Ensemble work is powerful and strikingly versatile. Perhaps offering the most subtly varied turn is Leffler, who is a bit of a brute in the Elizabethan times, idealistically wrongheaded in the Nazi act, and beautifully, touchingly damaged in the Vietnam era. As the actress playing the Virgin Mary, Barton offers a performance full of complexity and contrasts: She's sweetly, innocently sexy in the Elizabeth era, a disturbingly ruthless femme fatale in Germany, and an increasingly brittle housewife in the 20th century sequences.


All the other performers offer turns that are equally colorful and varied. But no review of this play would be complete without mention of the stunning cameos offered by Shannon Holt, who appears in each act in a different iconic role, awesomely fierce as a bellicose, merciless Queen Elizabeth, eyes flickering with amused insanity as a Adolph Hitler, and then droolingly childlike as a dim bulb Ronald Reagan. Even in the comparatively brief roles she plays here, Holt's standout performances are vivid and funny; you'll want to return to the play just to see her tear up the stage.     – Paul Birchall



Hollywood Reporter

An epic dramatization of religious pageantry arrives in West L.A. With its three acts set in 1575 Lancashire, 1934 Oberammergau in Nazi Germany, and from 1969-1984 in Spearpoint, South Dakota, the epically ambitious Passion Play presents the millennium-long tradition of local amateur stagings of the trial and crucifixion of Jesus as a kaleidoscopic metaphor for the aspirations of the individual and the community of faith in tension with the power of the State. Its amplitude marks an interestingly dogged departure from the more familiar allusive lyricism and incisive comedy of Sarah Ruhl's other work (The Clean House, Dead Man's Cell Phone, Eurydice).


Indeed, Ruhl began writing the play nearly 20 years ago as a graduate student, the text only assuming its present, still proudly unwieldy form in 2005, and this long-awaited Los Angeles premiere under the steady hand of director Bart DeLorenzo offers a welcome introduction to this cauldron boiling over with intriguing ideas and sure theatrical instincts. DeLorenzo boasts a specific skill for mounting lucid productions of very big plays in very small spaces – witness his superb Pentecost, The Berlin Circle and Hard Times at the former Evidence Room home – with the knack of nimbly shepherding complex themes into comprehensible action.


Queen Elizabeth I consolidated her power in meaningful measure by suppressing stubborn vestiges of Catholic ritual in England, extending to the ultimate banning of provincial Passion Plays. Here the piety of the closet papists is expressed by the earnest identification of the players with their roles. By contrast, the 300th anniversary of the baldly anti-Semitic Oberammergau becomes a propaganda tool for the visiting Adolf Hitler. The more panoramic American section spans from the Vietnam War to the reelection campaign of Ronald Reagan, mirroring changes in society through that period as both religiosity and doubt contend more assertively. In each self-contained but intricately interrelated piece, the same actors play parallel parts that form a repertory company in which the meanings and associations progressively accrue suggestive force.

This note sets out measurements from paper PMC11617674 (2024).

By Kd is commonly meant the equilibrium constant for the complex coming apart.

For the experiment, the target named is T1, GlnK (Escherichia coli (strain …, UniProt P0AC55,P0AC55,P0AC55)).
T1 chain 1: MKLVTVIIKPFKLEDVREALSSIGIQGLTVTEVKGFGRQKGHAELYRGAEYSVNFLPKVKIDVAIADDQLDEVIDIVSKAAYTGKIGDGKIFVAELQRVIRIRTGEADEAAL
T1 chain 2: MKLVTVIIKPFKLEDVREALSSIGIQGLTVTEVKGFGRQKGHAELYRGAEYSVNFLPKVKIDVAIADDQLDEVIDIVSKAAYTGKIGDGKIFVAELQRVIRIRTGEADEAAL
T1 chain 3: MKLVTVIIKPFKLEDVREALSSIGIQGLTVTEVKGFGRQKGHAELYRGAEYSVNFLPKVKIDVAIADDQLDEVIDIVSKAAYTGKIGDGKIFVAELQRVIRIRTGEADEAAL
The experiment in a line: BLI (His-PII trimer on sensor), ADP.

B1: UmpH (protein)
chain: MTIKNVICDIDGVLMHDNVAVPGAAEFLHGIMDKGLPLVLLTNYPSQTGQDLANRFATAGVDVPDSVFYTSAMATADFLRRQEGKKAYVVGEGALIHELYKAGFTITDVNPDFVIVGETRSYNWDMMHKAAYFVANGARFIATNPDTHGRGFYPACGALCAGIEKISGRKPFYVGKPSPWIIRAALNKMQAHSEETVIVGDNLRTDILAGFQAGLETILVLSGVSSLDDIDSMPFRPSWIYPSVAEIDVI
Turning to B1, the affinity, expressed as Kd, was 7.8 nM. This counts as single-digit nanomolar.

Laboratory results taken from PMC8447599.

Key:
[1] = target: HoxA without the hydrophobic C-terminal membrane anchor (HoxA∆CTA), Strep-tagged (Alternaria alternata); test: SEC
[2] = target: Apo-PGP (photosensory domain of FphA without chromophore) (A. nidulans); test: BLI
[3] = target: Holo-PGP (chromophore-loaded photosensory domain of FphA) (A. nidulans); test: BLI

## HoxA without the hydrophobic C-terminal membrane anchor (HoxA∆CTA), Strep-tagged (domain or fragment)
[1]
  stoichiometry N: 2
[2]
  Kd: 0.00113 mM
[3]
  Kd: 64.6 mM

Ruhl bites off a great deal and manages to chew on a substantial part of it. There is a zeal and respect for common folk not so often encountered onstage since the Depression and World War II, a curiosity about the relationship between faith and obedience, fascination about the theater as a metaphor for the role-playing of our public and private selves, and the chutzpah to tackle multiple historical perspectives through lenses both telescopic and microscopic. Some of it can be facile or excessively generalized, yet thankfully she often exhibits her unique poetry of expression, a little mysterious and with a diction and imagery identifiable as hers alone, evident as early as her supply evocative Melancholy Play (1995). She doesn't lapse into the devalued currency of easily explicable psychologizing, instead preferring to seek out mythic qualities to illuminate rather than explain essential behaviors.


This superior troupe proffers great diversity of attack in their assorted castings. The Jesus figure throughout (Daniel Bess) incarnates variously clueless simple virtue, conflicted closeted innocent and Method actor self-absorption. The three Mother Marys (Dorie Barton) range from the guilelessly sexual to icy manipulator to stalwart single mother. Unsurprisingly, the most complex opportunities are afforded the Pontius Pilate (Christian Leffler): as a resentful snake-in-Eden, a virile warrior brownshirt and a damaged war veteran, Leffler demonstrates a panoply of leading-man talents.


Nevertheless, the show-stealing tour-de-force is unquestionably the trifecta of tyrants spellbindingly impersonated by Shannon Holt as Elizabeth, Hitler and Reagan. Here the writing tends to lapse into over-pushed comparisons that are more facile than illuminating, yet in Holt's hands this inspired stunt becomes both raucous and scalding. She makes so much more than the most of this mind-boggling opportunity with her flamboyant comic sureness and the chilling stillness within these calculated political performers. – Myron Meisel

bottom of page